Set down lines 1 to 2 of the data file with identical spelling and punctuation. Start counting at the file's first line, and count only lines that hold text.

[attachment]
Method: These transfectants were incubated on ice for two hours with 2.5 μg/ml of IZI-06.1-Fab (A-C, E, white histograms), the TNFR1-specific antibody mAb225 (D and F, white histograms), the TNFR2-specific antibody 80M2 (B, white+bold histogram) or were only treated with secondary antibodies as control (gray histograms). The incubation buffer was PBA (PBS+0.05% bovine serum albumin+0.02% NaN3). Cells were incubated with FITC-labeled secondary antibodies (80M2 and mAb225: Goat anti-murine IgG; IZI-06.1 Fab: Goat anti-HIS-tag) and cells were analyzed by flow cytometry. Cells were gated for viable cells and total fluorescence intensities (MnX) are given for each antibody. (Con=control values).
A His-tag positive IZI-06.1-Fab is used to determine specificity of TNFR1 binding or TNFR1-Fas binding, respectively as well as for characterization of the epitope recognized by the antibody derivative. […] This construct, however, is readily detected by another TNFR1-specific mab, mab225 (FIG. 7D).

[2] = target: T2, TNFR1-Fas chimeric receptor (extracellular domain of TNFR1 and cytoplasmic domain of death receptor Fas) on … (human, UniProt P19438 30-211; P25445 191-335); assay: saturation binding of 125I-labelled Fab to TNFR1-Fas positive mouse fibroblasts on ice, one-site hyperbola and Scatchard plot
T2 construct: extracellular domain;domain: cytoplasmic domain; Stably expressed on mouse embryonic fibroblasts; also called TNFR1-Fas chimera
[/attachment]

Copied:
Method: These transfectants were incubated on ice for two hours with 2.5 μg/ml of IZI-06.1-Fab (A-C, E, white histograms), the TNFR1-specific antibody mAb225 (D and F, white histograms), the TNFR2-specific antibody 80M2 (B, white+bold histogram) or were only treated with secondary antibodies as control (gray histograms). The incubation buffer was PBA (PBS+0.05% bovine serum albumin+0.02% NaN3). Cells were incubated with FITC-labeled secondary antibodies (80M2 and mAb225: Goat anti-murine IgG; IZI-06.1 Fab: Goat anti-HIS-tag) and cells were analyzed by flow cytometry. Cells were gated for viable cells and total fluorescence intensities (MnX) are given for each antibody. (Con=control values).
A His-tag positive IZI-06.1-Fab is used to determine specificity of TNFR1 binding or TNFR1-Fas binding, respectively as well as for characterization of the epitope recognized by the antibody derivative. […] This construct, however, is readily detected by another TNFR1-specific mab, mab225 (FIG. 7D).